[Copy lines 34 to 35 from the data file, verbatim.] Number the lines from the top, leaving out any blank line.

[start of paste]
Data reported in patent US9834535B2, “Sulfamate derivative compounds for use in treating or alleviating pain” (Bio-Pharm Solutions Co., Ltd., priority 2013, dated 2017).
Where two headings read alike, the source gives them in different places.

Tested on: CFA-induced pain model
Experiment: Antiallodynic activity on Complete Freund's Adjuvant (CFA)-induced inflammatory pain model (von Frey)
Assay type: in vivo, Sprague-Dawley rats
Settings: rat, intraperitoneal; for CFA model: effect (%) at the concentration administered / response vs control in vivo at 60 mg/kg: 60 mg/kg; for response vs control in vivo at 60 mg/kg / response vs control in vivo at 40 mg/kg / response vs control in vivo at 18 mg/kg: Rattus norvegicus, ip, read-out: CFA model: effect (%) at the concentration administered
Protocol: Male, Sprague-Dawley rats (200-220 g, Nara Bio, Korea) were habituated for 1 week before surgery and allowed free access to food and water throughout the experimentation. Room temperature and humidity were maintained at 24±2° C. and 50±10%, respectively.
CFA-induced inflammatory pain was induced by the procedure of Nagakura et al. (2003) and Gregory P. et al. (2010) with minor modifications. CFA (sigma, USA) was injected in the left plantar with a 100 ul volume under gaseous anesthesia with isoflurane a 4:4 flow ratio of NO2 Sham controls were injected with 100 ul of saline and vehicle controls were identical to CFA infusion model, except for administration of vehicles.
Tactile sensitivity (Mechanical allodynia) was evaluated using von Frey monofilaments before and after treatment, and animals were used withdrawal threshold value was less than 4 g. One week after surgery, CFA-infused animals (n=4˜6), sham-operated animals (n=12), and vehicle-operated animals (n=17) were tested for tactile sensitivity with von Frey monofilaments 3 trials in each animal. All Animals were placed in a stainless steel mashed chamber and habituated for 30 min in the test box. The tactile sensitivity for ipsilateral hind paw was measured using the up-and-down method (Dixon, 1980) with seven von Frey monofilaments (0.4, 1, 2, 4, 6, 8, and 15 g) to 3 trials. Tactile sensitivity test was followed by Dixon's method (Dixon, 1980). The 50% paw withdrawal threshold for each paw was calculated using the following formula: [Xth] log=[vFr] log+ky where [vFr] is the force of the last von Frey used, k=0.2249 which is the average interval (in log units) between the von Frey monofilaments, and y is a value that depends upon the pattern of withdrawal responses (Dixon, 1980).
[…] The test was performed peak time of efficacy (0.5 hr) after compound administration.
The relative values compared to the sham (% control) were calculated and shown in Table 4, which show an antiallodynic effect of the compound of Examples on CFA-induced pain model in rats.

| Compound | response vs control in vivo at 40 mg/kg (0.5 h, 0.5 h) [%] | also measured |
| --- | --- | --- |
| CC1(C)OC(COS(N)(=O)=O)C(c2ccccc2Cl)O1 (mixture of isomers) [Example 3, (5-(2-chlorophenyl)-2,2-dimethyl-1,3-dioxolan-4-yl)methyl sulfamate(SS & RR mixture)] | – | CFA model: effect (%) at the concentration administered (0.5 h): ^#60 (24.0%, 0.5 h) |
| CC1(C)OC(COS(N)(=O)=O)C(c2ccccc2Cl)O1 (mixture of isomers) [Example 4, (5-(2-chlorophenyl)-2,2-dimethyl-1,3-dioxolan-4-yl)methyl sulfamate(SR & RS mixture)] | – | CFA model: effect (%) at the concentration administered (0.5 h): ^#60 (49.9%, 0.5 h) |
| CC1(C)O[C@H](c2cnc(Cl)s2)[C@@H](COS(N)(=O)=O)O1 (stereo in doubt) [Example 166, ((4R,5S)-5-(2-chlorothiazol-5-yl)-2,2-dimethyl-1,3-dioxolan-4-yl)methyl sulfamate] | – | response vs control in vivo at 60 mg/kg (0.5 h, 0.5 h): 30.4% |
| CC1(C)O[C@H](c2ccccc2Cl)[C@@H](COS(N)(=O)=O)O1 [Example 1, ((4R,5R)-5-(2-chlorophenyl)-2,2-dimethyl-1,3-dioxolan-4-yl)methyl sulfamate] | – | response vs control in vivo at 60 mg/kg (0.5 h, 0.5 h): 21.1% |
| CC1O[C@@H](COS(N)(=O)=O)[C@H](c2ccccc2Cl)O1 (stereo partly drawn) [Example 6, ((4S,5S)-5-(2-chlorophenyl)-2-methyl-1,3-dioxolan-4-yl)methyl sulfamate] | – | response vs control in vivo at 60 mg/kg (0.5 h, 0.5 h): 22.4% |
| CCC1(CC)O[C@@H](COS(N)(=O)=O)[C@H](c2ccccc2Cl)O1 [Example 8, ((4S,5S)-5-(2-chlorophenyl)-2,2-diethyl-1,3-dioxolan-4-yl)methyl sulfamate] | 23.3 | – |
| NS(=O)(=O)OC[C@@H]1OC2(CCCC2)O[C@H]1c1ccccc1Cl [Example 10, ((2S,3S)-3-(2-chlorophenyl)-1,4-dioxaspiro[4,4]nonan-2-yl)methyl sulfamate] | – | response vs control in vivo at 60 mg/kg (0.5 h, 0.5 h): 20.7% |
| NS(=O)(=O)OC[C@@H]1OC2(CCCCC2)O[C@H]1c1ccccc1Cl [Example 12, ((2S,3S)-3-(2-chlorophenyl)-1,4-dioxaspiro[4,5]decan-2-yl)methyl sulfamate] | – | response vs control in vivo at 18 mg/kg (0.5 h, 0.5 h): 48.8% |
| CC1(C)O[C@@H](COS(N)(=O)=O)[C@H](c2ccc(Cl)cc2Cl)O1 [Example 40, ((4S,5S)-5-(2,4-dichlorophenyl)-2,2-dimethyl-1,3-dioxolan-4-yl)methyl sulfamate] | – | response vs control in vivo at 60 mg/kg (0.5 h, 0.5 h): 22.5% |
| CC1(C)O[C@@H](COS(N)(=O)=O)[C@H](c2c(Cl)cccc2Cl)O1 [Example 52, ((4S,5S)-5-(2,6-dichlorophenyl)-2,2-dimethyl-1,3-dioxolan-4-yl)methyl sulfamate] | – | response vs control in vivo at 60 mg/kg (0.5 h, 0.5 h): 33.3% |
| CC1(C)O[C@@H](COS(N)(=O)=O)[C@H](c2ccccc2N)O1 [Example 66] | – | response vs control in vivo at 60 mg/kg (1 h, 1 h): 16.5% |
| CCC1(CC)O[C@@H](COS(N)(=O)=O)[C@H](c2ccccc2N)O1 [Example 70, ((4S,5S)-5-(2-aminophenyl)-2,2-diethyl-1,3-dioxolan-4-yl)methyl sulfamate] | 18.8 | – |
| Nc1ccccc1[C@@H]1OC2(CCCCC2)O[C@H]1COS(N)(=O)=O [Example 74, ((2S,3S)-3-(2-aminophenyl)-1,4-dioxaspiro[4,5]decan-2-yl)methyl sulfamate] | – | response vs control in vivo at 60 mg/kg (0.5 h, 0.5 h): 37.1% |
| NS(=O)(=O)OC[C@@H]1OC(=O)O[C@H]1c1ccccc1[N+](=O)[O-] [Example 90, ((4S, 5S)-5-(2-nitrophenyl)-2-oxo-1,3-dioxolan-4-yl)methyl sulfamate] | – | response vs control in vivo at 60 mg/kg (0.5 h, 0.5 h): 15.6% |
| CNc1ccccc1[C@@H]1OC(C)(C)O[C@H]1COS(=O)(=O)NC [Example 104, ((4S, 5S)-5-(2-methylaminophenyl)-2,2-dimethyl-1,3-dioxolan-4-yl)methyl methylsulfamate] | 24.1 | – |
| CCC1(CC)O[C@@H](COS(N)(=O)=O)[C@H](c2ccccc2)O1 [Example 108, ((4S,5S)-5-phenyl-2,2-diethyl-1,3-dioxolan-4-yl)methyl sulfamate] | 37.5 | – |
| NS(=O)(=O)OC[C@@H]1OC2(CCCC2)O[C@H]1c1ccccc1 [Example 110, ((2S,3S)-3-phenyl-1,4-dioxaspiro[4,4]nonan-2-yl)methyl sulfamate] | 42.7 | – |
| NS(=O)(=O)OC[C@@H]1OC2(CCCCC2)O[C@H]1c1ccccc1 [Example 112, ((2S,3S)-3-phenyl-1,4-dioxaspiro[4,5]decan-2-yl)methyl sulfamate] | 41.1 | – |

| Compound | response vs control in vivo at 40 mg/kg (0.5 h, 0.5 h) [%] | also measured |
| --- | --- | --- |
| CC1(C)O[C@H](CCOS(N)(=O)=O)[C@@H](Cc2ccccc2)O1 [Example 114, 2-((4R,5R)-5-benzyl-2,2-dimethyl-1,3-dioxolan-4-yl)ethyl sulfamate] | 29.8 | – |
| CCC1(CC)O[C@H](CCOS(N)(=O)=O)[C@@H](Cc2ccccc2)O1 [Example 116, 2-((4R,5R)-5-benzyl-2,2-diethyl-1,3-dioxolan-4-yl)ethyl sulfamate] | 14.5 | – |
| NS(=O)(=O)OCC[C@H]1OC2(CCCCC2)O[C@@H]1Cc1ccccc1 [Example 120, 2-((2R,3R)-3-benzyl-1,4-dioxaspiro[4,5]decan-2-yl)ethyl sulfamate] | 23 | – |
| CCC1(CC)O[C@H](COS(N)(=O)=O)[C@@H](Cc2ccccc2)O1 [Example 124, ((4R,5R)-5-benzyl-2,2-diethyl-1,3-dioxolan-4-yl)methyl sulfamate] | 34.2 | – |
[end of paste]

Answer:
| CC1(C)O[C@H](CCOS(N)(=O)=O)[C@@H](Cc2ccccc2)O1 [Example 114, 2-((4R,5R)-5-benzyl-2,2-dimethyl-1,3-dioxolan-4-yl)ethyl sulfamate] | 29.8 | – |
| CCC1(CC)O[C@H](CCOS(N)(=O)=O)[C@@H](Cc2ccccc2)O1 [Example 116, 2-((4R,5R)-5-benzyl-2,2-diethyl-1,3-dioxolan-4-yl)ethyl sulfamate] | 14.5 | – |